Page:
Oven on to 220C/425F , prepare baking tray - with baking paper (NOT greaseproof! Packet must specify baking paper or parchment), or a non-stick mat. If you have neither of these, then oil a baking tray and sprinkle flour over the oil.

Fruit bread:

200g (8oz) self raising flour (or, plain flour plus 2 good teaspoons baking powder)

25g sugar

1 heaped teaspoon mixed spice

100g sultanas 

150g (6fl oz) water

1 tablespoon veg oil (olive oil I find best)


Measure the dry ingredients, mix round couple of times to disperse the spice; add the water and add the oil directly into the water.

Mix with a stiff knife, stirring and mixing until the ingredients are mixed thoroughly. It should be a very wet, sticky dough.

Position the bowl directly above your baking tray and scrape the contents carefully out of the bowl, so that they finish up in the middle of the tray. 

Smooth the dough, if required, using a wet spatula, or pat any lumps down with wet hands.

Place directly in the oven. Set your timer for 20 minutes

This generally takes me about 10 minutes - but I’m allowing for 30 for everyone to finish. Then we’ll move on to the cake.

Chocolate or ginger cake:

200g (8oz) self raising flour

200g (8oz) sugar

30g (1oz) cocoa powder

300g (12oz) water 

1 tablespoon veg oil


Once again, dry ingredients first, a couple of seconds mixing to distribute the ingredients; then add the water and oil. It looks like a very wet mix, but it’s supposed to be wet.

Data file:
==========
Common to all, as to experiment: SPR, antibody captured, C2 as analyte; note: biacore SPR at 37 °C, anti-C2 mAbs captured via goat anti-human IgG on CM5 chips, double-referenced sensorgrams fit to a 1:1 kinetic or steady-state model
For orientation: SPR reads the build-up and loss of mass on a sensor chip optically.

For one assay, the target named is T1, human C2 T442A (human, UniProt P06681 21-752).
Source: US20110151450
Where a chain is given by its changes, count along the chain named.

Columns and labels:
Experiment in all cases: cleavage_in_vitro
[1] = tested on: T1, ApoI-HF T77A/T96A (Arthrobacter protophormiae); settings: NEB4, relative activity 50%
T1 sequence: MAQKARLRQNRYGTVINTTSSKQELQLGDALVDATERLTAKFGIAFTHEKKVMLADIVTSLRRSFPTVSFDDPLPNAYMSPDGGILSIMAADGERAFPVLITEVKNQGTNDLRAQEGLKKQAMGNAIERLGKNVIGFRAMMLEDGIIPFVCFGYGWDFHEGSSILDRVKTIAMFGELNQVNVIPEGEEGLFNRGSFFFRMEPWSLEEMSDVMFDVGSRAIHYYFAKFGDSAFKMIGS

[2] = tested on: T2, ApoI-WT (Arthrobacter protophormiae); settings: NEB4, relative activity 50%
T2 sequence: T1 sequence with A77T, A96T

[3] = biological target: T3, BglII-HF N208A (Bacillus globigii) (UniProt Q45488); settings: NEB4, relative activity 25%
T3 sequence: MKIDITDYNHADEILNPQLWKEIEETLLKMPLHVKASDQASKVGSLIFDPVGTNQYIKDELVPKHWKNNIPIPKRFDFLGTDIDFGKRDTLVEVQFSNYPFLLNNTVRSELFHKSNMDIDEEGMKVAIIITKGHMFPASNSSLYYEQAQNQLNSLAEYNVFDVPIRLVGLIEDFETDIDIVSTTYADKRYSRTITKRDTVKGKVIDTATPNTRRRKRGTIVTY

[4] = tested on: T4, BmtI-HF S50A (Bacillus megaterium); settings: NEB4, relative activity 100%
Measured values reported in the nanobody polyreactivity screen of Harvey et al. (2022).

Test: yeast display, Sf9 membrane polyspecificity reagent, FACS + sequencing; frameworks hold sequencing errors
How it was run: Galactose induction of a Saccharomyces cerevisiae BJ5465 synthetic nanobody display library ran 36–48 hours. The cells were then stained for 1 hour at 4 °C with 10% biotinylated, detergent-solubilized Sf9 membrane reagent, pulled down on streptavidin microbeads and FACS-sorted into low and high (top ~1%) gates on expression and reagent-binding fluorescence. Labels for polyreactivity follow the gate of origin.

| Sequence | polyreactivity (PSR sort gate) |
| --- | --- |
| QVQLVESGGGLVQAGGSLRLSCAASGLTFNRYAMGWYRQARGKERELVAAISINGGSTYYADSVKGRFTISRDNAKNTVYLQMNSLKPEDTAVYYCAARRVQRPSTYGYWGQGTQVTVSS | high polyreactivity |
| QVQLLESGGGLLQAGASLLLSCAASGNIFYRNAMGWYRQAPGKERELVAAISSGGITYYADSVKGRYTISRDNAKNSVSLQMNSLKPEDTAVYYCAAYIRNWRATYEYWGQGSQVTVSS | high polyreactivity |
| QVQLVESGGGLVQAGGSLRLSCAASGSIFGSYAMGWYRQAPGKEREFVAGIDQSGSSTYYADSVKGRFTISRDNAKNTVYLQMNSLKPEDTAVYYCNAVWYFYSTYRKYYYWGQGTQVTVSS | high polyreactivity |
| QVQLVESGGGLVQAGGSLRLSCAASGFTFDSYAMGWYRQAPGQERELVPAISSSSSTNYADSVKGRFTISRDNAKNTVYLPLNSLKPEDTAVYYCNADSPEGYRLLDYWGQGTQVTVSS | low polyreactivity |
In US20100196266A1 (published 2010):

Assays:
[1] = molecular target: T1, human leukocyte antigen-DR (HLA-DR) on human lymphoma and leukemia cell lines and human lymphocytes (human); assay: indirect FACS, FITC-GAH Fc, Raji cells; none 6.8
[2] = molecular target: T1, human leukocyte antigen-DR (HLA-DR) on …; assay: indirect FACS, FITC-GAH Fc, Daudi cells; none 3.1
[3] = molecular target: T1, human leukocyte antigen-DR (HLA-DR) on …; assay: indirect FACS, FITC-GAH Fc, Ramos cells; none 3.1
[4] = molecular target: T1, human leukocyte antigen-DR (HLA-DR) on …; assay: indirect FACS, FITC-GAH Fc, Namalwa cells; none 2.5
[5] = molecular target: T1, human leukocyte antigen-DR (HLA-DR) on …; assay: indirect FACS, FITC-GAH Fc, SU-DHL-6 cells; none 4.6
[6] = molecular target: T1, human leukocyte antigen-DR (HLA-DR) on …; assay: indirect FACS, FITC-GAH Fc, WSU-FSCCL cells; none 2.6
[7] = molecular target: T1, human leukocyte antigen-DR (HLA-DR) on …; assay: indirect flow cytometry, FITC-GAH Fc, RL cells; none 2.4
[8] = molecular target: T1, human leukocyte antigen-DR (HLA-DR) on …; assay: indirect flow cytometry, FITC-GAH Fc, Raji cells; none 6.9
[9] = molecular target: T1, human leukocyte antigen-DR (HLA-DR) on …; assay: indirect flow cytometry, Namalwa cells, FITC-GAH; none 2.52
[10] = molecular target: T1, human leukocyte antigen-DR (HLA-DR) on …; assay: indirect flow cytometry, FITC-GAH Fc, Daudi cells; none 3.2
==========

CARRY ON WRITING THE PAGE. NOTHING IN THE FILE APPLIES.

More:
Pour into your prepared 8” (20cm) cake-former/tin or whatever. For the microwave, I now use a large pasta bowl, lined with baking paper. Scrape the bowl with a soft spatula or whatever.

Place in a microwave (800W) for 8 minutes, or in the oven for 35-40. Turn the oven down to 180C/360F when you remove the ciabatta. Test with a skewer to see if it is cooked.

This generally takes me about 5-6 minutes - but I’m allowing for 20 minutes for everyone to finish. Then we’ll move on to the batters.

Battered sausage/banana fritters and plain or fruit pikelets:

First of all, put your frying pan on a low to medium heat, with a little oil if needed.

Place 4 dessertspoons self raising flour in a small bowl and add 3-4 dessertspoons water, plus a pinch of salt. Stir into a thick paste, using the back of the spoon to smooth out any lumps. Carefully add a little more water, stirring all the time, until you achieve a thickish batter - known in some circles as a tempura batter.

Turn the heat up under the frying pan to medium to hot.

Slice the pre-cooked sausage lengthways, then into halves, so you have four pieces. Place these in the bowl and cover each with batter. Lift them out, using a fork, and place them in the frying pan, turning them over when they’re brown underneath.

Or: slice a couple of button mushrooms and repeat the process. Or do both.

Once these are in the frying pan, add a dessertspoon of sugar to the batter and make the banana fritters - it’s exactly the same process.

Check the battered sausage, mushrooms and banana fitters, turning as necessary

Pikelets: thin the batter slightly and place several dessertspoons round the frying pan - these are plain pikelets; then add a small handful of sultanas or raisins to the mix and repeat to make the fruit pikelets. 

Not in the programme, but if you were to thin the batter right down, that makes a pancake batter. You don’t need egg replacement or plant milk - you just need s/r flour and water.